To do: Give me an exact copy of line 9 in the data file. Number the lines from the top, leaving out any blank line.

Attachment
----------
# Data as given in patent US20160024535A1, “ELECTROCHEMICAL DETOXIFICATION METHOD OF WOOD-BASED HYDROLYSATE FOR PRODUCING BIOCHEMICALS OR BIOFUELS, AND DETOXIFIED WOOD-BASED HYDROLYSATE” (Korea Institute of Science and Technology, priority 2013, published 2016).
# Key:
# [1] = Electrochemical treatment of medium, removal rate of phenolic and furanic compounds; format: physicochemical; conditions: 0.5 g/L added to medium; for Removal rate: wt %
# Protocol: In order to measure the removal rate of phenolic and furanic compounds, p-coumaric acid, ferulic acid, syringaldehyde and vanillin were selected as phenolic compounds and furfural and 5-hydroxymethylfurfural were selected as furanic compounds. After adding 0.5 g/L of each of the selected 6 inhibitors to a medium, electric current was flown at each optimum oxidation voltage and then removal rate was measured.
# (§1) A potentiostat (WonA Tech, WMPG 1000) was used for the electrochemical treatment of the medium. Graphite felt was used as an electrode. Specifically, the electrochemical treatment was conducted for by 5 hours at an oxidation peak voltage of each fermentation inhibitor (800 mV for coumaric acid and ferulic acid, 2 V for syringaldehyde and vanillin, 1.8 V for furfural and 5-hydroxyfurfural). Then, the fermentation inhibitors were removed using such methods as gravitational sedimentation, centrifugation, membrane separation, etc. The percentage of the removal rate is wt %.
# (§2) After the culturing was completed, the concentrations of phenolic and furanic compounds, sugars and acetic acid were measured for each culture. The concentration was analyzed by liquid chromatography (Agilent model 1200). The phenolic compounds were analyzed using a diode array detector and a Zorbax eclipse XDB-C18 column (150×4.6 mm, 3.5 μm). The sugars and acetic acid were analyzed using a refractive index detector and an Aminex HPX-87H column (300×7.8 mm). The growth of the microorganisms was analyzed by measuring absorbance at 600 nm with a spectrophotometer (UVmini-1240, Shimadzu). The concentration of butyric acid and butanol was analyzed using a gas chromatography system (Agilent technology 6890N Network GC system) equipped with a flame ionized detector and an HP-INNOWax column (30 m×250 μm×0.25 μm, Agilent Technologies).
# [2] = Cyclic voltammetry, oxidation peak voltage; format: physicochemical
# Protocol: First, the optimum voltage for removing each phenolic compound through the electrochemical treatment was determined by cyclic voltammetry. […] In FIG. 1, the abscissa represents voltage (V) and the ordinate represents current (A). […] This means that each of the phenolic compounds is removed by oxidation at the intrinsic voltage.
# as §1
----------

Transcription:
# as §1